All persons born . . . in the United States . . . are citizens of the United States. . . . - Fourteenth Amendment to the Constitution of the United States
August 2008 was a banner month for passports. They played asignificant role in world events that garnered them rare publicity. Twoof the events demonstrated how easy a government can make it to getpassports and one demonstrated how difficult it can be.
In August, Russia and Georgia got into an argument over whetherAbkhazia and South Ossetia should be allowed to leave Georgia andbecome independent or should remain part of Georgia. For the lastseveral years Russia has been issuing passports to residents of SouthOssetia, thus bestowing Russian citizenship on the holders. Thus, wheninvading South Ossetia, Russia was simply going to the aid of itscitizens, albeit many of them Russian-come-lately. (If George Bush wereclever he would have issued passports to Iraqis prior to invading theircountry and then announced he was simply acting to protect UnitedStates citizens.)
China, too, issued passports in furtherance of national objectives.In November 2007 an associated press release described the success of ayoung girl gymnast, He Kexin. He was one of the stars at China’s CitiesGames in November 2007. Xinhua, the Chinese Government’s news agencyreported on her success in those games and said she was 13 years ofage. Olympic rules require that for a gymnast to compete in Olympicgames the gymnast must attain age 16 in the year in which the gamestake place. For He to leap over the years that separate 13 from 16 in amere 9 months was something that not even a gymnast as accomplished asshe could hope to accomplish. It was accomplished instead by issuing apassport. In 9 months He aged 3 years and her team became the firstChinese women’s team to win a gold medal in gymnastics. Passports can,of course, be withheld in furtherance of a country’s foreign policy, asthe United States showed.
A law that goes into effect next year requires anyone crossingbetween the United States and Canada or Mexico to present a passportinstead of a birth certificate or driver’s license. As a result thethousands who cross borders daily because of employment must now obtainpassports. The Wall Street Journal recently reported that many UnitedStates citizens who were born in South Texas are having difficultyobtaining passports.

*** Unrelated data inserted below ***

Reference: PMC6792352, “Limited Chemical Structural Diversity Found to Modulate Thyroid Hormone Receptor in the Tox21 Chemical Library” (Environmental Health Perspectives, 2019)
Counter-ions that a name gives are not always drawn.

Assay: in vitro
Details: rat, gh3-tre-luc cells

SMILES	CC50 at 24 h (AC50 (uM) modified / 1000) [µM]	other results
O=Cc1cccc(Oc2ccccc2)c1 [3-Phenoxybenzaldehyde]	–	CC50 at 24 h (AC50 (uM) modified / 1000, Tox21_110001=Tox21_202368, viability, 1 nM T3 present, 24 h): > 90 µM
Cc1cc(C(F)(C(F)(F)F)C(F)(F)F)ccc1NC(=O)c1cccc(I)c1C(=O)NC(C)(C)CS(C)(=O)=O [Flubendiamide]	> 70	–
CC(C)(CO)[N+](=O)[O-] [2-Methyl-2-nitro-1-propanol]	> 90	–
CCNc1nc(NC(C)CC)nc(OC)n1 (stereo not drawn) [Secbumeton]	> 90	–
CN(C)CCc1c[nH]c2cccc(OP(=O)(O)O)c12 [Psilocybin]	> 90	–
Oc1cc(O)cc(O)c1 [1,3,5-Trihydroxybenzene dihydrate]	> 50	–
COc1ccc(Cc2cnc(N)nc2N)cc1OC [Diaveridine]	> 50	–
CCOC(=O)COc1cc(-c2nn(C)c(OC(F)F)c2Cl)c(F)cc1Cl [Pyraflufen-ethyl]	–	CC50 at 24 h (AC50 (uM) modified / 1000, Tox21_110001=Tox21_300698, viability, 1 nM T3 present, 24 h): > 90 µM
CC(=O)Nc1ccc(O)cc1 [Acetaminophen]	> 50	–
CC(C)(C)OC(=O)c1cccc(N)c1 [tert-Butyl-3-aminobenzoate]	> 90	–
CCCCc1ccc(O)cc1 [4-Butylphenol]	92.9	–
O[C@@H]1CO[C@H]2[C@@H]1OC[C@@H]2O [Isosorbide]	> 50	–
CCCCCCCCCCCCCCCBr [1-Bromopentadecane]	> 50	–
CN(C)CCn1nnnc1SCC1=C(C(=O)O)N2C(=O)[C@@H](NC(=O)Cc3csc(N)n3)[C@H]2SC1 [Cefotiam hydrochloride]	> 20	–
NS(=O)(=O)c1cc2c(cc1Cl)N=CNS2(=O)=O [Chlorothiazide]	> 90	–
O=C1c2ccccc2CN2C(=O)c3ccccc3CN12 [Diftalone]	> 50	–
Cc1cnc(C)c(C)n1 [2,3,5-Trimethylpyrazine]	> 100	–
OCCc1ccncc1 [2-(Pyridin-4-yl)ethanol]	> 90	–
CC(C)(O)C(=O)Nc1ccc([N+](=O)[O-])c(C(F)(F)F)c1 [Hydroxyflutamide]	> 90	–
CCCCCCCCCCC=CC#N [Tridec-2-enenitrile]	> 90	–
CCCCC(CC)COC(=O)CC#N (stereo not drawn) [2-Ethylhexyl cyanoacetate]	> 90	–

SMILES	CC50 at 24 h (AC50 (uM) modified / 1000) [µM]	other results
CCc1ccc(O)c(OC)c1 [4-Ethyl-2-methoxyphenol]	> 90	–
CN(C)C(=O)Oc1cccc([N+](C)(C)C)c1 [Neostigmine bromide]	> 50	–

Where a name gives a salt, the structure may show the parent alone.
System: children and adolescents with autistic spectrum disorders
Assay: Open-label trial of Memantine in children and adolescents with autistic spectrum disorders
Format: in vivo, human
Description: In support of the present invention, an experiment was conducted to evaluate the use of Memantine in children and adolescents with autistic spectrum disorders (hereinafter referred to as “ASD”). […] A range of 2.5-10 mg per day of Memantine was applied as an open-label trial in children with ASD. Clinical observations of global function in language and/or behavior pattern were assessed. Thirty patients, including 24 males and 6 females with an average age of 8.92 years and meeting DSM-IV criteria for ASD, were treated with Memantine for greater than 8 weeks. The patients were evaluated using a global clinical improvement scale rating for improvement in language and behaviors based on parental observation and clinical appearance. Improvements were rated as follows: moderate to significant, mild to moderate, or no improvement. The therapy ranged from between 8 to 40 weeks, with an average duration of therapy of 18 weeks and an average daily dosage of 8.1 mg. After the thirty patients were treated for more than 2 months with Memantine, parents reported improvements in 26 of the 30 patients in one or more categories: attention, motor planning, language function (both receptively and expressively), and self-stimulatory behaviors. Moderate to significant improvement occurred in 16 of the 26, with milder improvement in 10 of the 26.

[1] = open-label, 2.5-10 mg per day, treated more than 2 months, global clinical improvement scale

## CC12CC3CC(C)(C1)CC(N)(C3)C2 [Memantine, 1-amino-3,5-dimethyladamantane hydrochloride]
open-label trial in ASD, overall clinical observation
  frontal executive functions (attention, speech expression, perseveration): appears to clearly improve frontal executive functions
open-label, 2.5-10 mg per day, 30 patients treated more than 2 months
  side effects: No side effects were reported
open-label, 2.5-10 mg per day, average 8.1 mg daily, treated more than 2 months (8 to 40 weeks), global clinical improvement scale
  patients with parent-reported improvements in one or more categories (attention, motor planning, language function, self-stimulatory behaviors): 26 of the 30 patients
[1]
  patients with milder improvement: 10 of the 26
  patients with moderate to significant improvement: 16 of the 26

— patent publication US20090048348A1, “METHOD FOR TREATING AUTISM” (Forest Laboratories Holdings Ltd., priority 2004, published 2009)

Ordinarily a passport can be obtained by furnishing the issuingauthority a certified copy of a birth certificate, acceptableidentification and the appropriate fee. Whereas Russia made it easy forpeople in South Ossetia to get passports, the State Department has madeit difficult for people in South Texas to get theirs. A birthcertificate is not always accepted because the State Department haslearned that some people in South Texas have fake birth certificates.Those people were delivered by mid-wives and some of the mid-wives wereconvicted of forging birth certificates for children born not in SouthTexas but in Mexico. The forgeries may have affected as many as 15,000people. Although people in South Texas can vote, become border-patrolagents or president of the United States, they may not obtain passportswithout additional proof that they were born in the U.S.A. Here aresome of the things these presumptively non-citizens can do to satisfythe State Department. They can obtain affidavits or testimony from themid-wives who delivered them, assuming the midwives can be found andcan remember whom they delivered dozens of years after the birth. Theycan produce newspaper announcements of their births or they can producehospital records going back dozens of years to show they were treatedin the hospital if, indeed, they were. Juan Aranda is someone who hasbeen unable to get a passport and here is what he has done.
Juan submitted all the required documentation and when he was turneddown sent in school records going back 38 years showing that hiskindergarten records recited that his birthplace was Weslaco, Texas. Hesent in a picture of his kindergarten class that included him. He sentin a baptismal certificate with a church seal reciting he was born inthat town. He explained that pre-natal medical history was unavailablebecause his mother was too poor to have pre-natal care. The StateDepartment told Mr. Aranda that he hadn’t “fully complied with therequest for additional information” and he should start the process tobecome a naturalized citizen. Instead, Mr. Aranda hired a lawyer. Ifhis lawyer is successful it may soon be as easy for an American citizento get an American passport as it is for a Georgian citizen to get aRussian passport. Mr. Aranda’s success would be remembered as anotherexample of the courts being invoked to protect the citizens of theUnited States from the administration of George W. Bush.
For political commentary see my web page http://humanraceandothersports.com.